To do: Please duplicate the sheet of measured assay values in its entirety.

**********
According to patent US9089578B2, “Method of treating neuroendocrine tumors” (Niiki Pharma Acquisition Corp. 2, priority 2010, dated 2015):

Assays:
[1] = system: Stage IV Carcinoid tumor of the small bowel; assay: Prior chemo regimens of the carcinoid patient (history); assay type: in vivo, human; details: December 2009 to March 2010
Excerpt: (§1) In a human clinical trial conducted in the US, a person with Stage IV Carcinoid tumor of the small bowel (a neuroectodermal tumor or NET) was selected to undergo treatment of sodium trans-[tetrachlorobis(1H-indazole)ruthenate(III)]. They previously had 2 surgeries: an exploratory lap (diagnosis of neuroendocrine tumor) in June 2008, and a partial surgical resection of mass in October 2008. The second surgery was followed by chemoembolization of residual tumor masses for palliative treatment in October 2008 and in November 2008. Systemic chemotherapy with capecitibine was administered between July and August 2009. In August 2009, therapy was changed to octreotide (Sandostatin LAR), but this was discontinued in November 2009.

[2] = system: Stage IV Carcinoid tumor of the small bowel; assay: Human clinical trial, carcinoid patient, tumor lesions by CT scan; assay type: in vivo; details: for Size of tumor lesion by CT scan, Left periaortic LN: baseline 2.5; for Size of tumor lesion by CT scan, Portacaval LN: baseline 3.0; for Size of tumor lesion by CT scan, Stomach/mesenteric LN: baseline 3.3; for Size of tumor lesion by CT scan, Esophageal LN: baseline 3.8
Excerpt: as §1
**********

According to patent US9089578B2, “Method of treating neuroendocrine tumors” (Niiki Pharma Acquisition Corp. 2, priority 2010, dated 2015):

Assays:
[1] = system: Stage IV Carcinoid tumor of the small bowel; assay: Prior chemo regimens of the carcinoid patient (history); assay type: in vivo, human; details: December 2009 to March 2010
Excerpt: (§1) In a human clinical trial conducted in the US, a person with Stage IV Carcinoid tumor of the small bowel (a neuroectodermal tumor or NET) was selected to undergo treatment of sodium trans-[tetrachlorobis(1H-indazole)ruthenate(III)]. They previously had 2 surgeries: an exploratory lap (diagnosis of neuroendocrine tumor) in June 2008, and a partial surgical resection of mass in October 2008. The second surgery was followed by chemoembolization of residual tumor masses for palliative treatment in October 2008 and in November 2008. Systemic chemotherapy with capecitibine was administered between July and August 2009. In August 2009, therapy was changed to octreotide (Sandostatin LAR), but this was discontinued in November 2009.

[2] = system: Stage IV Carcinoid tumor of the small bowel; assay: Human clinical trial, carcinoid patient, tumor lesions by CT scan; assay type: in vivo; details: for Size of tumor lesion by CT scan, Left periaortic LN: baseline 2.5; for Size of tumor lesion by CT scan, Portacaval LN: baseline 3.0; for Size of tumor lesion by CT scan, Stomach/mesenteric LN: baseline 3.3; for Size of tumor lesion by CT scan, Esophageal LN: baseline 3.8
Excerpt: as §1